Free-to-Play: Mobile Video Games, Bias, and Norms
An examination of free-to-play and mobile games that traces what is valued and what is marginalized in discussions of games
Free-to-play and mobile video games are an important and growing part of the video game industry, and yet they are often disparaged by journalists, designers, and players and pronounced inferior to games with more traditional payment models. In this book, Christopher Paul shows that underlying the criticism is a bias against these games that stems more from who is making and playing them than how they are monetized. Free-to-play and mobile games appeal to different kinds of players, many of whom are women and many of whom prefer different genres of games than multi-level action-oriented killing fests. It's not a coincidence that some of the few free-to-play games that have been praised by games journalists are League of Legends and World of Tanks.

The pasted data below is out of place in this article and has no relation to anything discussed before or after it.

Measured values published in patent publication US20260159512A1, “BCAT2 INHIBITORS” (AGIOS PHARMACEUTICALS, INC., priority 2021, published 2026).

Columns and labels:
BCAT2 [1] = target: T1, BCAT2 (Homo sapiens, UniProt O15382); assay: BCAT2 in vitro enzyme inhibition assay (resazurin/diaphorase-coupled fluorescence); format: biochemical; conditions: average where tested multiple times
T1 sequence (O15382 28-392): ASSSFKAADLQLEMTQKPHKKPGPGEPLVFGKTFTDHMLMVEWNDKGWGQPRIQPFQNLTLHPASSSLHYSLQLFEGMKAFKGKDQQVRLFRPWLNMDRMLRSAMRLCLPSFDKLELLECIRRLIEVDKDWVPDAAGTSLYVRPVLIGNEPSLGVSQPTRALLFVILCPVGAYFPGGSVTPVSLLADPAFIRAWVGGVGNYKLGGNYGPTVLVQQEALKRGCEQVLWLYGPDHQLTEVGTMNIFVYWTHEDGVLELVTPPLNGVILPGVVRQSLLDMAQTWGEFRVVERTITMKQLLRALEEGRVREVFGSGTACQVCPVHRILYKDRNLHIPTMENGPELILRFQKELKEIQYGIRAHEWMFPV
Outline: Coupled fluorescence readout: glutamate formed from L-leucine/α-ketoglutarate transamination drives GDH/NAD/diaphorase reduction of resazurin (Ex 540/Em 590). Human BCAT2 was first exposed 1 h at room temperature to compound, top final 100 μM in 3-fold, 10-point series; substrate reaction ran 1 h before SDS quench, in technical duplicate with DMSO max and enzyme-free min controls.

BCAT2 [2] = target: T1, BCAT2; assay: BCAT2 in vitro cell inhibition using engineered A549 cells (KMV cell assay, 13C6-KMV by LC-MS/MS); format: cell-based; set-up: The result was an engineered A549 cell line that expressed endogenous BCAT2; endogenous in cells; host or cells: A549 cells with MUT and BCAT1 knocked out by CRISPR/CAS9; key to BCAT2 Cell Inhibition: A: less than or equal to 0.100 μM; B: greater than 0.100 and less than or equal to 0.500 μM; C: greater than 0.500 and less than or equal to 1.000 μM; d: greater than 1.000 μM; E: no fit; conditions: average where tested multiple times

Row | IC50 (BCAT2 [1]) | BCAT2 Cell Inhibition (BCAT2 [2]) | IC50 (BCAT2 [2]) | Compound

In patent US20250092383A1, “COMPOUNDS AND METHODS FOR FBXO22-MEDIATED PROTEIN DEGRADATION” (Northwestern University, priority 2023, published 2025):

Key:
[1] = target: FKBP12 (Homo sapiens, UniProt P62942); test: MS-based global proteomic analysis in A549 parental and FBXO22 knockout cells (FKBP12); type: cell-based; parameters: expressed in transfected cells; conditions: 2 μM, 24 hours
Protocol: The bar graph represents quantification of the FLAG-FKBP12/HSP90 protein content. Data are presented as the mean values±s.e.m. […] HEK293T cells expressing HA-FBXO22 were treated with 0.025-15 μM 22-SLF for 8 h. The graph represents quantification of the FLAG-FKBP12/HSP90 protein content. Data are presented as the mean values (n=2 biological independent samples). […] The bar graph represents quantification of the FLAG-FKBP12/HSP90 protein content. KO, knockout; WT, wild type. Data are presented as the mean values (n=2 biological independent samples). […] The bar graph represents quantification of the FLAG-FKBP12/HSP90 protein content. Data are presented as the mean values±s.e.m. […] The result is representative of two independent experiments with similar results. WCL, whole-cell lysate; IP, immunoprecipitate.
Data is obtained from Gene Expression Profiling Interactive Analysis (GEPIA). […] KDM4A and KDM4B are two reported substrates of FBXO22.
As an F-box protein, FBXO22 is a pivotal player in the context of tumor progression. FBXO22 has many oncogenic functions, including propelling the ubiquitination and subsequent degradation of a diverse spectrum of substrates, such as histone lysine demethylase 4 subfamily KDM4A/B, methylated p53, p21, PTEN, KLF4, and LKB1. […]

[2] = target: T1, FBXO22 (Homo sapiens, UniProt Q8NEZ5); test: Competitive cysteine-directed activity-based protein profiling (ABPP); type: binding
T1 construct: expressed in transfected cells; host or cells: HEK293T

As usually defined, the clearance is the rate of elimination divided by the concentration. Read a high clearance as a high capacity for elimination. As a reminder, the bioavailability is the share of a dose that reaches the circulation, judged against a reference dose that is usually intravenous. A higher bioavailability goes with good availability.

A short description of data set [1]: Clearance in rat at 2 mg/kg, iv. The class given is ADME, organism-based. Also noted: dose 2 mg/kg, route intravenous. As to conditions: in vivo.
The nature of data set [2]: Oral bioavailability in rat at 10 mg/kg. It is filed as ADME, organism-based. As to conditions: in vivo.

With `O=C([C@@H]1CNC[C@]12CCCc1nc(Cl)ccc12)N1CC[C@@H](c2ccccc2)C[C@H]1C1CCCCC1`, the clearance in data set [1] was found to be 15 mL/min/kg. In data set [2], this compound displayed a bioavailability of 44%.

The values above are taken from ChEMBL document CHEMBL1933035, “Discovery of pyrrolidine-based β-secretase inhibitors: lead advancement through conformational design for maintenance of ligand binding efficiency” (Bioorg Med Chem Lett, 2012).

Paul explains that free-to-play games have a long history, and that the current model of premium sales is an aberration. He analyzes three monetization strategies: requirements to spend, where players must make a purchase to gain access; paying for advantage; and optional spending (used by Fortnite, among other popular free-to-play games). He considers how players rationalize or resist spending; discusses sports games and gacha-style games that entice players to make “just one more” purchase; and describes the framing of certain free-to-play games as proper games while others are cast as abusive abominations. Paul's analysis offers a provocative picture of what is valued and what is marginalized in discussions of games.
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